The PLC can offer its shares to the public in the stock exchange market. This allows the PLC to raise large sums of money for its operations.

PLCs are required to publish certain financial records for the use of investors or other stakeholders of the business.

The shareholders in the PLC elect a board of directors who in turn, elect a chairperson known as the Chief Executive Officer (CEO) and PLCs are required to hold annual general meetings (AGMs). The death of any party in the PLC does not lead to its termination and so the PLC can be said to have continuity. Usually, the PLC consists of a minimum of seven people but there’s no maximum number attached.


Limited Liability Company (LLCs): The Limited Liability Company is a business structure in the United States that combines the taxation system of the sole proprietorship with a corporation’s limited liability.

The LLC can choose how it prefers to be taxed; it can be taxed as a sole proprietorship, as a partnership, or even as a corporation by filing the right forms. The LLC is very flexible as it combines both business structures. The LLC is not under state or provincial law.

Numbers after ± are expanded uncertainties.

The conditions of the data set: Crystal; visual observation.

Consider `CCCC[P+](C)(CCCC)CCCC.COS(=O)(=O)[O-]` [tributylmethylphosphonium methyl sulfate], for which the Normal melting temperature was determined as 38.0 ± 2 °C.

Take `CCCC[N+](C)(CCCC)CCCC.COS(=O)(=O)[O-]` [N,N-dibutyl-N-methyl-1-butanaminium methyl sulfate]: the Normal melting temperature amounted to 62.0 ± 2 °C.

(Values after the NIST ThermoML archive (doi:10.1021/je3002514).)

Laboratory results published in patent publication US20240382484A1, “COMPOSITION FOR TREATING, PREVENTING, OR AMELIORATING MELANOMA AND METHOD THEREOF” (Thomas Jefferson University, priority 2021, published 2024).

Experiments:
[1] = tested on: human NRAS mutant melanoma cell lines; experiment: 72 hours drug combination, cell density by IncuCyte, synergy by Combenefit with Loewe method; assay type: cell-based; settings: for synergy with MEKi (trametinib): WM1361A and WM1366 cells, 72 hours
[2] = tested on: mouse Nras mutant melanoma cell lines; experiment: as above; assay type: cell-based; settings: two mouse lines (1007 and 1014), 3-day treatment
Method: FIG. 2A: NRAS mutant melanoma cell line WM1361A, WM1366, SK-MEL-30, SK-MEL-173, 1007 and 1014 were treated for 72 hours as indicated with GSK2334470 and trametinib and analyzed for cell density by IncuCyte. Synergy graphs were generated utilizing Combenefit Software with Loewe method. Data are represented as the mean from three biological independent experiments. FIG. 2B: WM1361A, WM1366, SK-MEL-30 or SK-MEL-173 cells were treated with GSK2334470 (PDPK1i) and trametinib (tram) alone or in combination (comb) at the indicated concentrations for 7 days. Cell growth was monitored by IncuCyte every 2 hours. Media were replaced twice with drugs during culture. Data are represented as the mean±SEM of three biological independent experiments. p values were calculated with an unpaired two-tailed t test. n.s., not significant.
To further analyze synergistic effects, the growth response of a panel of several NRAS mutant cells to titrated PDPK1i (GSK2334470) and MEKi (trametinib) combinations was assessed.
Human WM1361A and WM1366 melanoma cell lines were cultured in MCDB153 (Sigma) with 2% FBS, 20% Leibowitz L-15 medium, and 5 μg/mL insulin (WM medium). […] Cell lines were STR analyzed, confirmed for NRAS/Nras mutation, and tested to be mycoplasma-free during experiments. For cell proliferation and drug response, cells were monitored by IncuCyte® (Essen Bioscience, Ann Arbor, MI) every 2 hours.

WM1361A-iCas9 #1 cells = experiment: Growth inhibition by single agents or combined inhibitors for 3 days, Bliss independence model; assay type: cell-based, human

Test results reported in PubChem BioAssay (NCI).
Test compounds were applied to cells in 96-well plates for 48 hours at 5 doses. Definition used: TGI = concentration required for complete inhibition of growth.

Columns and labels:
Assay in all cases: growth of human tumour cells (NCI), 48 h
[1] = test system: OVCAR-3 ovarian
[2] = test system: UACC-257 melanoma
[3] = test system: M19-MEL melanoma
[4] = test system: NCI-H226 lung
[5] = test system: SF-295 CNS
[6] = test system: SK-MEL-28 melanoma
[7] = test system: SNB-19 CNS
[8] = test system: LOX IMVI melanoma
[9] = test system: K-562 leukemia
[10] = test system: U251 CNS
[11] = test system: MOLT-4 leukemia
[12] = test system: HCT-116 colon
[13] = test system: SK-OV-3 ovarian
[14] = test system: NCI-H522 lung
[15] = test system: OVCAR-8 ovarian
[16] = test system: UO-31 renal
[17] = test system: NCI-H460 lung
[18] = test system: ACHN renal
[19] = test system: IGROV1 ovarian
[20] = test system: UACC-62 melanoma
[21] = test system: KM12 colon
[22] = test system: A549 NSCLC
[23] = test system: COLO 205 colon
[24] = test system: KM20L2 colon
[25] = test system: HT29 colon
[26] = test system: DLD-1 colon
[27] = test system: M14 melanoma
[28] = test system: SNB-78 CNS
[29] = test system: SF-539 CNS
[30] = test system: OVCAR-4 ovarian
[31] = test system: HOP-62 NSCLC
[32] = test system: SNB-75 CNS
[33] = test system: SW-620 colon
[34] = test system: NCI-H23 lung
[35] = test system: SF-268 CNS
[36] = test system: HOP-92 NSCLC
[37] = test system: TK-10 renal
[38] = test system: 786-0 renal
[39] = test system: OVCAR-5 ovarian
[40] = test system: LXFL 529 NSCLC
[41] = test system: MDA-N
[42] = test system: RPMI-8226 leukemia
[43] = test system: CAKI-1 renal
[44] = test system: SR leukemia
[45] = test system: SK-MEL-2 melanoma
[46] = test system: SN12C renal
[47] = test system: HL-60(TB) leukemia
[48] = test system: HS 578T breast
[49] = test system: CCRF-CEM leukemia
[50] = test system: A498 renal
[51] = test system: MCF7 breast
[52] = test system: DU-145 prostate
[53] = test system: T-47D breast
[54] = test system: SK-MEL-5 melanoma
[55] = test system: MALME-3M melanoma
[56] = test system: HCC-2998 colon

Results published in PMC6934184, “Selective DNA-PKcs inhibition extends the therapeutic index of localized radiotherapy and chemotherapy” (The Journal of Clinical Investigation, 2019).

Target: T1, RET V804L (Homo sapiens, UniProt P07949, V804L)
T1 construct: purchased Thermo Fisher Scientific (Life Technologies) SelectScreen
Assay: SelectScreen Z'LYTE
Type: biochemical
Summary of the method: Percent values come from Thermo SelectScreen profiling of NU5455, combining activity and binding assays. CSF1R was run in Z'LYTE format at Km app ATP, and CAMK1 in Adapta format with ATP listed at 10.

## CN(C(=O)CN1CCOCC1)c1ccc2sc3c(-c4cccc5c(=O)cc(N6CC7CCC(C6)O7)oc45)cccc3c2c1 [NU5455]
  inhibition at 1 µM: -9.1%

The owners of the LLC are referred to as members and not shareholders and claims to assets in the LLC are called membership interest instead of shares. Forming an LLC is not as tedious and demanding as forming a corporation and the LLC is a separate legal entity from its members and offers them protection.

Limited Liability Partnership (LLP): The Limited Liability Partnership (LLP) is a partnership that protects each partner from the risks, obligations, and consequences of the bad decisions of other partners this is to say that it also offers limited liability. Professionals like accountants and lawyers use the LLP structure as it helps save costs, reduces risks and creates room for growth. In an LLP the business is taxed like a partnership.

Conclusion
Taking your time to digest all the information on this post and making comparisons between them will help you tremendously in choosing what business structure is best for you.
Don’t hesitate to get advising from professionals around you and also, make necessary inquiries.

Did we miss anything out? Feel free to comment below.